He Ain’t Heavy…

This blog was written by Adults Sexually Abused by Priests (ASAP)

Last week, people logged in from ten countries. I hope you are finding this blog helpful and/or entertaining and insightful.

Also, please remember that I am just a person who only knows what I know from my own experiences and from talking to others about their stories. If I talk about my own stories, it is because I think that someone else may be able to relate. If I talk about others, I will not reveal their names.

I think in some way, we can all relate on some level to everyone’s stories.

And when I talk about my family and my experiences, I don’t do so with the thought that they are horrible people. I think most parents aren’t perfect and are just trying their best and not deliberately trying to hurt their children. And I don’t think people are monsters because they are just doing the best with what they know or are sorry for their screw ups. Unhealthy, yes. Realizing that they are or were unhealthy and how it affected us….that is what is important.

Of course there are real monsters. Those are the people who hurt deliberately. The people who know they are hurting someone who is vulnerable because they abuse their own power over that person for their own twisted view of pleasure and selfishness. Or because doing so makes them feel like they have control and are powerful. These are people who just don’t care who they hurt. People who allow this to continue. People who lie and who cover up.

But sometimes it is difficult to tell the difference between the two. Especially when time spent before you were an adult gave you an upside down picture of what love and your place in this world is supposed to be. Or perhaps recognizing when the line was crossed into the world of monsters by a loved one.

I was just discussing this with another survivor. Back in the day, as a child, I remember standing at my parents’ bedroom door, screaming and crying and pleading for my father to stop hitting my brother with a belt. That was what was done then for punishment. I also remember my parents threatening to call someone to come take my brother away if he did or didn’t do whatever. Psychological threats of abandonment.

For me being the youngest and a girl, I didn’t get the same punishments as my brother. Ironically, I was the braver of the two of us. When I threatened to run away, I grabbed my stuffed dog….the only item I could not live without….and headed out the door to go live with my friend. When my brother wanted to run away, he asked me if I would go with him for support.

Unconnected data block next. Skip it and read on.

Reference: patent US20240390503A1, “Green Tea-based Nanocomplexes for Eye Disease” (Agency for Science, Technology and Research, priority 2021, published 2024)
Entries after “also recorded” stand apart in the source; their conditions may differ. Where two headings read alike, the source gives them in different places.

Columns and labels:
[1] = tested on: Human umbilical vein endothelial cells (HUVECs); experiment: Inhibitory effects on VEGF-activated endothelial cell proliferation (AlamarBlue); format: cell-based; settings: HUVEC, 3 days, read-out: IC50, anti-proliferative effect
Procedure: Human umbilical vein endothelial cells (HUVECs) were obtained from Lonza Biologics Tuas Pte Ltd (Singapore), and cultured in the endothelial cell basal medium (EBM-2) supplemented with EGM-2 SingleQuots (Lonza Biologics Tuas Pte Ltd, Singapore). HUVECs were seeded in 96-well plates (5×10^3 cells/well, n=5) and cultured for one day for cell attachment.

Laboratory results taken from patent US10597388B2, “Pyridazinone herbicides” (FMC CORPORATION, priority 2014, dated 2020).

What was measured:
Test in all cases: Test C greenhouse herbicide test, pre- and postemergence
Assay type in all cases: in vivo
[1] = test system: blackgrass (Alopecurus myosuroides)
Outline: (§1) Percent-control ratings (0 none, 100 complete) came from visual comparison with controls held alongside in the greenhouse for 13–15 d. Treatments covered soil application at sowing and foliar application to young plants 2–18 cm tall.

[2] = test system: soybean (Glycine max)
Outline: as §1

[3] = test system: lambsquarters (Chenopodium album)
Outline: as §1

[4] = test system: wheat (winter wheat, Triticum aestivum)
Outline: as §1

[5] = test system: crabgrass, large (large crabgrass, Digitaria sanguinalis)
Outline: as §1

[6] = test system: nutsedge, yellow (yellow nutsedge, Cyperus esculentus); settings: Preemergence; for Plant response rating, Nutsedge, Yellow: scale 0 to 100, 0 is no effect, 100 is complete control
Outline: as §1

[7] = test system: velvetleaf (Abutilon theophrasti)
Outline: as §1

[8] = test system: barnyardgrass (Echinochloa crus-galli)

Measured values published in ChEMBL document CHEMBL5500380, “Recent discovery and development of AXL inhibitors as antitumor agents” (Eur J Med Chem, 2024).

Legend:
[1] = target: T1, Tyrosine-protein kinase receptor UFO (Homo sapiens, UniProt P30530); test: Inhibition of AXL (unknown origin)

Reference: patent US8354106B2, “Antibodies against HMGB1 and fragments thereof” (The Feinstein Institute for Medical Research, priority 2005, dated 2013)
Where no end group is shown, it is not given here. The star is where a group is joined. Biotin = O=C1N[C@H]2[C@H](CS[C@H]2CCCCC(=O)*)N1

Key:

So the roles were somehow always reversed for my brother and I. I had to follow him in school and be told that I didn’t measure up to him academically. He leaned on me….and always has….in some ways leading me into unhealthy and life threatening situations.

I have loved my brother without question. But doing so has not always been in my best interest. But no matter what has happened, I have never been allowed to not speak to him, back away from him, not forgive him, or not be one to hold the family together for my parents sake….for everyone’s sake….and to be held accountable for whatever happened.

I don’t like talking about this. We all have things we don’t like to talk about or think about. I was raised to not talk about things. It didn’t exist if it was not spoken about. It was my job to fix and to take care of. Not to feel or to discuss.

One night when I was 28 years old and had recently left my ex-husband the first time…I was living upstairs in my parents’ house with my children. That summer in particular had been a nightmare. My brother’s addiction issues had escalated and his girlfriend at the time was good at stirring things up even more. They would both drink and get into fights and she would leave and end up with someone else and he would get jealous and do more drugs and on and on.

This one night, I got a phone call. It was from my brother’s girlfriend’s friend. She was very upset. Somehow my brother got ahold of a gun….not just any gun….some kind of assault weapon. And it seems he was holding his girlfriend hostage in someone’s apartment.

So….as I sat there in my parents’ house, with my children, the friend of the girlfriend, who I had gotten to know over the summer from Hell….was asking me what we should do.

I didn’t know. In my family, we never “did” anything. My mother actually said to me once that we don’t call the police in our neighborhood. So my initial reaction was that I was incapable of doing anything.